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Presidential Debates: Romney vs. Obama

Question: Gov. Romney, you’ve said that you have a better vision and a better grasp of the economic issues facing our country. Please can you explain to our audience how you propose to bring down the national debt that is now in excess of $16 trillion by means of more tax cuts for the wealthy?

Romney: I can, but I don’t want to bore you with the math…..

Question: I understand that the issue may be difficult but can you break it down for us? Can you explain your tax code? If you are going to close some tax loopholes and cut down spending, what programs are you going to slash in your bid to stimulate the economy?

Romney: You know what? I know I have the better plan. You can read the details on my website www.mittromney.com. As for the rest of that question, uhmm see me after the election…

(For starters, the above discussion is a parody of a possible scenario; it is completely fictional.)

Ever since the Republican National Convention, from which Mitt Romney’s Campaign got a short bump in the polls, he has been continuously trailing Obama in the polls since his infamous 47% remark with about 35 days left before the Election. Now, there are 3 presidential debates left. Romney has to use these debates to reverse his misfortunes. He has to use these debates to show to the over 50-60 million Americans that will be watching, and millions from around the world, that he will be the better person to fix the economic issues facing the country.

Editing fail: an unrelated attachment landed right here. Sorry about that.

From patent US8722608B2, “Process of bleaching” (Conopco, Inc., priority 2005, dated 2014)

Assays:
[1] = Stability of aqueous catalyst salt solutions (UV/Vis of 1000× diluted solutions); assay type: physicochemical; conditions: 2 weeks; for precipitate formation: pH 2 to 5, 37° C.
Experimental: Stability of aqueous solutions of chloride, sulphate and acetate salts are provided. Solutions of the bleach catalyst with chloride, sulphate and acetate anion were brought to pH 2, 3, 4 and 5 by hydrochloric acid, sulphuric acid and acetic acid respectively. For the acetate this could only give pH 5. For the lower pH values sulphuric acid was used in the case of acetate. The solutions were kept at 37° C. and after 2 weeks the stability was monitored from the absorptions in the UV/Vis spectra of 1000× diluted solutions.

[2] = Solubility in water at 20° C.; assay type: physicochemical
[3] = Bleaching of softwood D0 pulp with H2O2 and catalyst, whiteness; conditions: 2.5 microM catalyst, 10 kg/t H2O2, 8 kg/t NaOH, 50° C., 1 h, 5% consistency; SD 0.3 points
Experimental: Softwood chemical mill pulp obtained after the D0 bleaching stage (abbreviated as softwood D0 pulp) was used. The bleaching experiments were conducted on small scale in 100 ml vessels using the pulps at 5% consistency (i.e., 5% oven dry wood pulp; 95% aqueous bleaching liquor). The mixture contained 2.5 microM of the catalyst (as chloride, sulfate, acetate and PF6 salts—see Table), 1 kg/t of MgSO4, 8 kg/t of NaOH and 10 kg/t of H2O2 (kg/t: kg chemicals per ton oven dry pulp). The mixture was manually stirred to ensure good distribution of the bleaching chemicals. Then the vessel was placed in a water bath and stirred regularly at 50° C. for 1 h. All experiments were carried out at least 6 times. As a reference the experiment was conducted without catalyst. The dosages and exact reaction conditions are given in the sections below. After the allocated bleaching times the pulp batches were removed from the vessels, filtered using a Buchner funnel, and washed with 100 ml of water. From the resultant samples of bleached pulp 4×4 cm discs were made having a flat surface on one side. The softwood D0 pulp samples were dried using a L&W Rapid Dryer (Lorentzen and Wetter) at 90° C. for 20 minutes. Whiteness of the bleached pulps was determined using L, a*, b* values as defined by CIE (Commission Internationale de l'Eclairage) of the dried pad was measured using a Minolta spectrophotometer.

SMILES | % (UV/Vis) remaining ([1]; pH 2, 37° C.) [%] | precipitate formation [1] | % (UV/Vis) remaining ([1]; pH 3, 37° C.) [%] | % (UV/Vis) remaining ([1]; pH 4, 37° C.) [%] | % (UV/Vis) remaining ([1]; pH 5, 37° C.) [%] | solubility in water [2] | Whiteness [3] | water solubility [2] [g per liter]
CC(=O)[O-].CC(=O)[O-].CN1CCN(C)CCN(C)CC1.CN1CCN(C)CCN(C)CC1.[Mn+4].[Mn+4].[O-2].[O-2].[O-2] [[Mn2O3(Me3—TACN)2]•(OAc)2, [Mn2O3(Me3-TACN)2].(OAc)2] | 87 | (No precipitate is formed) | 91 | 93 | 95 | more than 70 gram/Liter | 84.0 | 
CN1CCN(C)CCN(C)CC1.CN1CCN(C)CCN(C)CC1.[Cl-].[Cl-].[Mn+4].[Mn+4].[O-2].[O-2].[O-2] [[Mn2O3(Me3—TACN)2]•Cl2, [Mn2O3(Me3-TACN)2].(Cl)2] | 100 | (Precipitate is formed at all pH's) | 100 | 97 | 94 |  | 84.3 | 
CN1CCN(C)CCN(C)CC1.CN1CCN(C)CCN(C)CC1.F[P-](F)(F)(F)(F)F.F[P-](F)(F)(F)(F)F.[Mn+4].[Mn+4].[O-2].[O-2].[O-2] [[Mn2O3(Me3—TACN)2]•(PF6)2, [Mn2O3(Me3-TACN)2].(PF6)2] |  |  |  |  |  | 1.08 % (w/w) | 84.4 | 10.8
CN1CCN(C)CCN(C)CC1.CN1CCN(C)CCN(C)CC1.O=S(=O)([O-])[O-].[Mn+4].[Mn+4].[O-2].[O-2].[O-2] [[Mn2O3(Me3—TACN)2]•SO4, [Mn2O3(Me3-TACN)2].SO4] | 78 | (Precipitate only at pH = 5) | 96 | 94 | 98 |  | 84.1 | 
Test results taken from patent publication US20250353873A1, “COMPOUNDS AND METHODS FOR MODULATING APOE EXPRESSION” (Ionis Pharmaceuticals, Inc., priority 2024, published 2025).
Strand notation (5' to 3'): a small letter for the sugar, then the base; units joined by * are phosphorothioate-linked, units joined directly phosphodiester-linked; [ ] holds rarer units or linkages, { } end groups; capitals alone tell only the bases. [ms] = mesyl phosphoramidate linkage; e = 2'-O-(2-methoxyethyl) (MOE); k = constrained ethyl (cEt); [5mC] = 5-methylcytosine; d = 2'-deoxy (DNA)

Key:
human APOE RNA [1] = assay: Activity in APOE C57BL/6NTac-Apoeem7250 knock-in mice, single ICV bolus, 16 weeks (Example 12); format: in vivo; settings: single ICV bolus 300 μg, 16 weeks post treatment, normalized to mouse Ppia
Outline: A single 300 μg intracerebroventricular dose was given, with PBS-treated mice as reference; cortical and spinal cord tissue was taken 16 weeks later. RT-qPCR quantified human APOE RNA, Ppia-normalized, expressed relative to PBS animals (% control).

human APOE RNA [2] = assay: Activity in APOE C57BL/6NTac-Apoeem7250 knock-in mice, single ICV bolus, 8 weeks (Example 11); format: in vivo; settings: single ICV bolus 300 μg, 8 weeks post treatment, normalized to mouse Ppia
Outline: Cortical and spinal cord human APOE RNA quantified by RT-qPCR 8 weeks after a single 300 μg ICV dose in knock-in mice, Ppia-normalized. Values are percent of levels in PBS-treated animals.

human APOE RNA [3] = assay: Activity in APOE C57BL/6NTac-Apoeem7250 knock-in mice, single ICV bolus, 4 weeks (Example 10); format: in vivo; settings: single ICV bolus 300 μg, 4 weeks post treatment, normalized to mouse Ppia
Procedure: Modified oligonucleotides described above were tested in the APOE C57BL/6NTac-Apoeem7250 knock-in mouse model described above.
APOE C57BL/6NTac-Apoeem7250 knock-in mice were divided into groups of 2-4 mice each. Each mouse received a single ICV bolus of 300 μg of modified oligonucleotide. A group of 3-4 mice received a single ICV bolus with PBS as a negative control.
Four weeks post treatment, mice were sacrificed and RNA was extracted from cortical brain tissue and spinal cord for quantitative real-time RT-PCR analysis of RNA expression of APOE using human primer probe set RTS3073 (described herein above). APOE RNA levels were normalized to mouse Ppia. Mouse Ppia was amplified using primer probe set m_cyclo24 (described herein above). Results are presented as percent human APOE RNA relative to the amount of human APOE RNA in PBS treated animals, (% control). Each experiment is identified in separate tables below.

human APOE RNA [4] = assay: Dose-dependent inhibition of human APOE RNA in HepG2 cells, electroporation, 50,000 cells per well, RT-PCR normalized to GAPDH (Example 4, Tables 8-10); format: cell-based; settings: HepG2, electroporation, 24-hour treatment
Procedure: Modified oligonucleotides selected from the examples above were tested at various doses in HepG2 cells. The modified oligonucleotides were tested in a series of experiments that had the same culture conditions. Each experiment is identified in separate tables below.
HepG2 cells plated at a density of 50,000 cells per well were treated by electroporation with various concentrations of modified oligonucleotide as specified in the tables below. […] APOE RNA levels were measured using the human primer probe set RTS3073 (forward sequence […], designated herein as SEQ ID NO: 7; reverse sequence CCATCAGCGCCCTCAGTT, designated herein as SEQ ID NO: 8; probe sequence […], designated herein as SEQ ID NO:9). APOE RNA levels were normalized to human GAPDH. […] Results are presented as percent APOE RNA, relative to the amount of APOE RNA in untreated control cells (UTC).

Now, Mitt Romney is a seasoned and accomplished debater. All you have to do is just look at his past debate reels to see how prepared he usually is for debates—with a lot of zingers for his opponents. We also know that he is getting ready with a rich arsenal of zingers for Obama as well. He needs to utterly dominate this debate, and show how his vision for the country would be a refreshing departure from Obama’s policies. More importantly, he’ll need to be able to explain his tax code or revenue generation formula in some better detail when pressed or he may find it difficult to beat a certain narrative that is now currently making the rounds in the media according to which he is all promise but ‘no specifics’.

Obama has the most to lose from these debates. He is currently leading in most of the national polls especially in the critical battleground states. He simply has to avoid speaking a costly political gaffe, and hope that there is no October Surprise that may arise so late in the game. He has to come to these debates fully ready to defend his record, and to project himself as the more reliable figure in these harsh economic times. If he allows Romney to clobber him in these debates, or if he appears too cautious as to not project a vision of competence, or worse if he fumbles with his facts and figures, we can see Romney easily reverse the gains that Obama has made since the end of Bill Clinton’s famous speech.

Tomorrow, the politically minded part of the American populace (with all of America’s trenchant punditocracy) will be tuned in to the various media stations and paying serious attention to see who they’ll go with for the next 4 years.  Have you made up your mind yet?

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